Long-term follow-up for locally advanced and inflammatory breast cancer patients treated with multimodality therapy

Jennifer A. Low, Arlene W. Berman, Seth M. Steinberg, David N. Danforth, Marc E. Lippman, Sandra M. Swain

Research output: Contribution to journalArticlepeer-review

168 Scopus citations


Purpose: To determine long-term event-free (EFS) and overall survival (OS) for patients with stage III breast cancer treated with combined-modality therapy. Patients and Methods: Between 1980 and 1988, 107 patients with stage III breast cancer were prospectively enrolled for study at the National Cancer Institute and stratified by whether or not they had features of inflammatory breast cancer (IBC). Patients were treated to best response with cyclophosphamide, doxorubicin, methotrexate, fluorouracil, leucovorin, and hormonal synchronization with conjugated estrogens and tamoxifen. Patients with pathologic complete response received definitive radiotherapy to the breast and axilla, whereas patients with residual disease underwent mastectomy, lymph node dissection, and radiotherapy. All patients underwent six additional cycles of adjuvant chemotherapy. Results: OS and EFS were obtained with a median live patient follow-up time of 16.8 years. The 46 IBC patients had a median OS of 3.8 years and EFS of 2.3 years, compared with 12.2 and 9.0 years, respectively, in stage IIIA breast cancer patients. Fifteen-year OS survival was 20% for IBC versus 50% for stage IIIA patients and 23% for stage IIIB non-IBC. Pathologic response was not associated with improved survival for stage IIIA or IBC patients. Presence of dermal lymphatic invasion did not change the probability of survival in clinical IBC patients. Conclusion: Fifteen-year follow-up of stage IIIA and inflammatory breast cancer is rarely reported; IBC patients have a poor long-term outlook.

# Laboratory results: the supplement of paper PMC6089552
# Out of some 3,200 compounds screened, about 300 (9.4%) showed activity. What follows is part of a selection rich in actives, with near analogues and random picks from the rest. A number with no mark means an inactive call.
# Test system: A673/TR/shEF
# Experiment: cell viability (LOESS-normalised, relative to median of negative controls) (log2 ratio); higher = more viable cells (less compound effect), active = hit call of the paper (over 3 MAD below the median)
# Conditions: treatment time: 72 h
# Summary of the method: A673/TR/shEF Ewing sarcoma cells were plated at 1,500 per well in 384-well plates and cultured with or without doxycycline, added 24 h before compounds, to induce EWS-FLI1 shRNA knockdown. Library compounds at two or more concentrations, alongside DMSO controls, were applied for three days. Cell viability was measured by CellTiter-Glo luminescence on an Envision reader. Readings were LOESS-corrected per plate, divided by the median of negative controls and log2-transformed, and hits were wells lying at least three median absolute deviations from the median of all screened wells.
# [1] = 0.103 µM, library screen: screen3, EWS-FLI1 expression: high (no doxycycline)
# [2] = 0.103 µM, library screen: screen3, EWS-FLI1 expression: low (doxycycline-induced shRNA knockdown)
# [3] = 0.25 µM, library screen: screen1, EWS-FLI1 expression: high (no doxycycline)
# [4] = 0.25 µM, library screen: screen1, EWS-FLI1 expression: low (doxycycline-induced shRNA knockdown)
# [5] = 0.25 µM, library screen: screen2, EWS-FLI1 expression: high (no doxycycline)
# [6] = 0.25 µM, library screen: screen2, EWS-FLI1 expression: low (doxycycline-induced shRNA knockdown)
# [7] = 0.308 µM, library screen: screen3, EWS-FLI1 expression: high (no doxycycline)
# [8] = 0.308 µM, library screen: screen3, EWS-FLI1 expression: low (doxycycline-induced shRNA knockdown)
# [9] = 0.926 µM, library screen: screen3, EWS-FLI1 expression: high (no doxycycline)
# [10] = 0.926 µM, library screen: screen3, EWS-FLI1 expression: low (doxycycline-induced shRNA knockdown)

Original languageEnglish (US)
Pages (from-to)4067-4074
Number of pages8
JournalJournal of Clinical Oncology
Issue number20
StatePublished - 2004

ASJC Scopus subject areas

  • Oncology
  • Cancer Research


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